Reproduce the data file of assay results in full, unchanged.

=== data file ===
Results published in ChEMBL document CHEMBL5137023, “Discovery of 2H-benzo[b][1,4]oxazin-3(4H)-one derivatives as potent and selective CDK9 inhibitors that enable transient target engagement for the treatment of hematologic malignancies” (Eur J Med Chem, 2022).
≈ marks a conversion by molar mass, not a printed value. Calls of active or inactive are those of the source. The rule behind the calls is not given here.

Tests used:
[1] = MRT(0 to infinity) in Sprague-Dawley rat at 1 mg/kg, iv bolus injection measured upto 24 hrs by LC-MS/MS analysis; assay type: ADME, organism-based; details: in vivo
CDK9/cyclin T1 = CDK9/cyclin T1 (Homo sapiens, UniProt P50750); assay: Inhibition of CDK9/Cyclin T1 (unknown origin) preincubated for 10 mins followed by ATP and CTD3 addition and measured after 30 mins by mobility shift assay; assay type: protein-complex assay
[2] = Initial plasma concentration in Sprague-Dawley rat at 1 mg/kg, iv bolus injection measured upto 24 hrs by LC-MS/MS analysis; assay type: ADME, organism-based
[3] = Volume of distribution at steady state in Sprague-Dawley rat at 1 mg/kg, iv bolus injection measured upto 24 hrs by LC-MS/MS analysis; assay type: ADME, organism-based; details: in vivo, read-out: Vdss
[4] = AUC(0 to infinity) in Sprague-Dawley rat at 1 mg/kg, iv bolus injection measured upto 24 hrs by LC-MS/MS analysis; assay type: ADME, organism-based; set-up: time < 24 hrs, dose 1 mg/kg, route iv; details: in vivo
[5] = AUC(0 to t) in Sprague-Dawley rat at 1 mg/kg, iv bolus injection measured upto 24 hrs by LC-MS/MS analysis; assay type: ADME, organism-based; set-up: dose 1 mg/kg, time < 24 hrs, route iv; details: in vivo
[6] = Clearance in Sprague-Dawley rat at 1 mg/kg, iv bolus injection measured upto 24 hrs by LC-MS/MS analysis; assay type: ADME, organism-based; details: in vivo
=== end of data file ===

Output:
Results published in ChEMBL document CHEMBL5137023, “Discovery of 2H-benzo[b][1,4]oxazin-3(4H)-one derivatives as potent and selective CDK9 inhibitors that enable transient target engagement for the treatment of hematologic malignancies” (Eur J Med Chem, 2022).
≈ marks a conversion by molar mass, not a printed value. Calls of active or inactive are those of the source. The rule behind the calls is not given here.

Tests used:
[1] = MRT(0 to infinity) in Sprague-Dawley rat at 1 mg/kg, iv bolus injection measured upto 24 hrs by LC-MS/MS analysis; assay type: ADME, organism-based; details: in vivo
CDK9/cyclin T1 = CDK9/cyclin T1 (Homo sapiens, UniProt P50750); assay: Inhibition of CDK9/Cyclin T1 (unknown origin) preincubated for 10 mins followed by ATP and CTD3 addition and measured after 30 mins by mobility shift assay; assay type: protein-complex assay
[2] = Initial plasma concentration in Sprague-Dawley rat at 1 mg/kg, iv bolus injection measured upto 24 hrs by LC-MS/MS analysis; assay type: ADME, organism-based
[3] = Volume of distribution at steady state in Sprague-Dawley rat at 1 mg/kg, iv bolus injection measured upto 24 hrs by LC-MS/MS analysis; assay type: ADME, organism-based; details: in vivo, read-out: Vdss
[4] = AUC(0 to infinity) in Sprague-Dawley rat at 1 mg/kg, iv bolus injection measured upto 24 hrs by LC-MS/MS analysis; assay type: ADME, organism-based; set-up: time < 24 hrs, dose 1 mg/kg, route iv; details: in vivo
[5] = AUC(0 to t) in Sprague-Dawley rat at 1 mg/kg, iv bolus injection measured upto 24 hrs by LC-MS/MS analysis; assay type: ADME, organism-based; set-up: dose 1 mg/kg, time < 24 hrs, route iv; details: in vivo
[6] = Clearance in Sprague-Dawley rat at 1 mg/kg, iv bolus injection measured upto 24 hrs by LC-MS/MS analysis; assay type: ADME, organism-based; details: in vivo